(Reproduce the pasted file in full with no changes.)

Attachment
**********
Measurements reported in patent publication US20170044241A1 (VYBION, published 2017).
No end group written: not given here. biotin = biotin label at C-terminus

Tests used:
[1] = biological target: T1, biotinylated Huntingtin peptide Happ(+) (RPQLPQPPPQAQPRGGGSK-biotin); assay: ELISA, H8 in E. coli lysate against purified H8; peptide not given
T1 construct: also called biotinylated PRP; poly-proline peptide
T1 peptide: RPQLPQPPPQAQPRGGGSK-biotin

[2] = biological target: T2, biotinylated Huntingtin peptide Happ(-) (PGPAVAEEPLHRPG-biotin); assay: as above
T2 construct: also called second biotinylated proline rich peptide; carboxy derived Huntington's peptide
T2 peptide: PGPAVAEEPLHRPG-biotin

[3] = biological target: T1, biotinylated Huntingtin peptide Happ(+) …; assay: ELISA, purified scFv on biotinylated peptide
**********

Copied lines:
Measurements reported in patent publication US20170044241A1 (VYBION, published 2017).
No end group written: not given here. biotin = biotin label at C-terminus

Tests used:
[1] = biological target: T1, biotinylated Huntingtin peptide Happ(+) (RPQLPQPPPQAQPRGGGSK-biotin); assay: ELISA, H8 in E. coli lysate against purified H8; peptide not given
T1 construct: also called biotinylated PRP; poly-proline peptide
T1 peptide: RPQLPQPPPQAQPRGGGSK-biotin

[2] = biological target: T2, biotinylated Huntingtin peptide Happ(-) (PGPAVAEEPLHRPG-biotin); assay: as above
T2 construct: also called second biotinylated proline rich peptide; carboxy derived Huntington's peptide
T2 peptide: PGPAVAEEPLHRPG-biotin

[3] = biological target: T1, biotinylated Huntingtin peptide Happ(+) …; assay: ELISA, purified scFv on biotinylated peptide